- Obtain data on which future designs could be based.
Scherrer then provided a detailed description of the test procedure and equipment for the project. The aircraft was a simple tailless design with a thick, unswept, low aspect ratio wing. The unusual planform was dictated by structural as well as aerodynamic considerations. Scherrer planned to use boundary layer control at two locations on the wing—at the leading edge upper surface and in the 50-60% chord region to prevent separation at the landing condition. The fuselage was of circular cross section with a nose intake. The simple basic form of the airplane was considered desirable in order to eliminate all possible sources of shock waves. It had a span of 20 ft, a length of 26 ft, a wing area of 270 ft², a gross weight of 5,000 lbs, and an estimated maximum speed of 500 mph at 30,000 ft.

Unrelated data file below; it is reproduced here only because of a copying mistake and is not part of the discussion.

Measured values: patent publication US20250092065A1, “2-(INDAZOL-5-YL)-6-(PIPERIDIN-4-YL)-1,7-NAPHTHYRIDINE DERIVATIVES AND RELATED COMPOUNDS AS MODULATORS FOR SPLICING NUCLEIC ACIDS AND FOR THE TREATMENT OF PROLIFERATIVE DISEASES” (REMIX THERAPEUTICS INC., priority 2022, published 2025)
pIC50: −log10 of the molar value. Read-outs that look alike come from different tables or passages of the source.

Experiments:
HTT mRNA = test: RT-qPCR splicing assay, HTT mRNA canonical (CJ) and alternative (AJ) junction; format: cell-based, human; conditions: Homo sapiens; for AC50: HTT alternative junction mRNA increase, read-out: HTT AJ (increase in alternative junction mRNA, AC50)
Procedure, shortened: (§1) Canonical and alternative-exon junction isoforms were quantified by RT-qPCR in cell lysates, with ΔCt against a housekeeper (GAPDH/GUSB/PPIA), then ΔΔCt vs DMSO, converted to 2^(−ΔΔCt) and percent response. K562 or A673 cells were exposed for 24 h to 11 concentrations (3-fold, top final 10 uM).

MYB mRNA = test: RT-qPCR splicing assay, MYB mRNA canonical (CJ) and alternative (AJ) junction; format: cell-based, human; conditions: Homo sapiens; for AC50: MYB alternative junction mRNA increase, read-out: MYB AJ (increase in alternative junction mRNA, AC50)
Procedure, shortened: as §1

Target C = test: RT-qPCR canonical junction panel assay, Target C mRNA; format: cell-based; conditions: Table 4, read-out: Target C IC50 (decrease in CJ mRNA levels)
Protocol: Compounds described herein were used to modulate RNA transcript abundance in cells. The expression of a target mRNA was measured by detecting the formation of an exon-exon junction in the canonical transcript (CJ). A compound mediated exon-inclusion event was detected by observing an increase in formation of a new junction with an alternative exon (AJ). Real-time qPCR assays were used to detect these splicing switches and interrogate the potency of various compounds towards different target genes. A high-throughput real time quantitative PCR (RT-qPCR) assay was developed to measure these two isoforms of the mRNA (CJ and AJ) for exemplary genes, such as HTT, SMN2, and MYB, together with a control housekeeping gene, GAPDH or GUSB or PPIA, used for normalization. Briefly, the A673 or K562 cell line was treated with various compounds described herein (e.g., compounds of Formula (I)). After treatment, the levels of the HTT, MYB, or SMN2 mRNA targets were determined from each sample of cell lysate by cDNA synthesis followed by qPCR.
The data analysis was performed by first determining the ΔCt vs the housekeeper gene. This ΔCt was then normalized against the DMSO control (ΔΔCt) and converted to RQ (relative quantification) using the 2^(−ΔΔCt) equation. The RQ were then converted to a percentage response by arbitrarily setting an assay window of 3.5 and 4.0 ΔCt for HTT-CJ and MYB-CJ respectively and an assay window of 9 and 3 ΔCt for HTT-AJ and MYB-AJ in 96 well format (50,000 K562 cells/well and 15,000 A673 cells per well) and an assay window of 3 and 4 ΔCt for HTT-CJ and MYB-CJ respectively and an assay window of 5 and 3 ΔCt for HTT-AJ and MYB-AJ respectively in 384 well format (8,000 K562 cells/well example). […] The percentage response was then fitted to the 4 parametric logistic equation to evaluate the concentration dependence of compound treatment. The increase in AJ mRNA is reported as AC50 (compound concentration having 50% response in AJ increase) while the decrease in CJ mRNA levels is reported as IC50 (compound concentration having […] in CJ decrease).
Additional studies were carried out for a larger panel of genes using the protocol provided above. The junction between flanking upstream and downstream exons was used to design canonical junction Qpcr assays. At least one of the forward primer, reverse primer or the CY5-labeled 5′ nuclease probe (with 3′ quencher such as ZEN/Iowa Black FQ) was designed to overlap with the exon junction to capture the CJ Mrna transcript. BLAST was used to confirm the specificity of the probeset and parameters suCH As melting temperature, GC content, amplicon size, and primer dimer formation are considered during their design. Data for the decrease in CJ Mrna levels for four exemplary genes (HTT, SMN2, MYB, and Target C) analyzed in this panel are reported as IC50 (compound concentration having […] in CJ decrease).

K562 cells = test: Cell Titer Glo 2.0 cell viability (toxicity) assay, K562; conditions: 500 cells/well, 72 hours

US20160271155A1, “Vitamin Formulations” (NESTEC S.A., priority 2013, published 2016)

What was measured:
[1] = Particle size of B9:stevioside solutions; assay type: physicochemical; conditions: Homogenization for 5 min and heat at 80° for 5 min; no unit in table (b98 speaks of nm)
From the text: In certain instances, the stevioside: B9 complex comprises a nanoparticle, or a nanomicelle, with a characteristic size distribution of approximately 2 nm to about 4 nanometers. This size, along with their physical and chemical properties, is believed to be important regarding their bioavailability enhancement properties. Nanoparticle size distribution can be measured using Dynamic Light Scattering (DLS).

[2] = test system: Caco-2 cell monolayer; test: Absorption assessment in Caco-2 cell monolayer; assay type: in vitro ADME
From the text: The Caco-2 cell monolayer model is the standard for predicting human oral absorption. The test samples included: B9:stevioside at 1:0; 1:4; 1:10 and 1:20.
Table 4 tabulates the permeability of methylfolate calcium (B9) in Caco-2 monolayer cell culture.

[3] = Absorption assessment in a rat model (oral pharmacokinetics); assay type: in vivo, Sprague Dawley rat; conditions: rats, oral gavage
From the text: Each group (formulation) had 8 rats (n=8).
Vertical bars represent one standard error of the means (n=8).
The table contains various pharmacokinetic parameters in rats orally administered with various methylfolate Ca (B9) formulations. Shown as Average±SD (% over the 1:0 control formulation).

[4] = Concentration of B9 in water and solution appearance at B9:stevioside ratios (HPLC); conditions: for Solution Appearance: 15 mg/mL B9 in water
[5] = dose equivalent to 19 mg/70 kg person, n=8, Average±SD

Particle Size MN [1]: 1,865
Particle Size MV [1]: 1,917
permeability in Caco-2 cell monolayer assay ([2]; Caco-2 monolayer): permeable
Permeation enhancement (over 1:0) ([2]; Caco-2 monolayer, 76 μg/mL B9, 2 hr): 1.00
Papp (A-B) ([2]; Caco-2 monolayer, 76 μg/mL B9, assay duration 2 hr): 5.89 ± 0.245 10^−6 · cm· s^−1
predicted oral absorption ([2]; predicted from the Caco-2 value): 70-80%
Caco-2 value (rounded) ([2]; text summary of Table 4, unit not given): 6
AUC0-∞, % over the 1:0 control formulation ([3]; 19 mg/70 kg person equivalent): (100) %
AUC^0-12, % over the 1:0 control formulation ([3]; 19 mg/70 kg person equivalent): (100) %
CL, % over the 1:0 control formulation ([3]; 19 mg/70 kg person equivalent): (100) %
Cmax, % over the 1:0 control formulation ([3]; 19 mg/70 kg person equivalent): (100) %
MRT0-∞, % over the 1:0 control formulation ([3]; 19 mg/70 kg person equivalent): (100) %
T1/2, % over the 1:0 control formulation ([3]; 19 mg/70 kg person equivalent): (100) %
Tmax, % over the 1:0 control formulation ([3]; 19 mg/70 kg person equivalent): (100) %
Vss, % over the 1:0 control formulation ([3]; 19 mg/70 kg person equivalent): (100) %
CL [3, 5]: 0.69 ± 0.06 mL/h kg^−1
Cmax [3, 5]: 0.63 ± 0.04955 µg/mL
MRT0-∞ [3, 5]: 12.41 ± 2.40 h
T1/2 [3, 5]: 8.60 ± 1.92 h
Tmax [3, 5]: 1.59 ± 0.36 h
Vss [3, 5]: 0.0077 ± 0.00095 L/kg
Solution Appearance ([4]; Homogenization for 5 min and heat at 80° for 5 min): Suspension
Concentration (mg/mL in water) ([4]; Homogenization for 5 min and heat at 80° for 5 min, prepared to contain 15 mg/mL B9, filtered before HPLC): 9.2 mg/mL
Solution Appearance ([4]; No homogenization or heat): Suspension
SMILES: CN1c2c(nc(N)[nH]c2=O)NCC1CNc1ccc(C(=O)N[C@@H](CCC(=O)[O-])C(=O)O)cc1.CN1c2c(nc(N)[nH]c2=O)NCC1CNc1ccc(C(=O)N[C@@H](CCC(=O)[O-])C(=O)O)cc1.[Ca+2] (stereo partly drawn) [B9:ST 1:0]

In his concluding remarks, Scherrer noted that the amount of flight research that had been conducted at high mach numbers was negligible and that which had been done was confined to the curing of compressibility troubles on conventional aircraft. He argued that the proposed project was important as a check on laboratory tests and would prove to be a vital link in the existing accelerated development of high performance, high speed aircraft.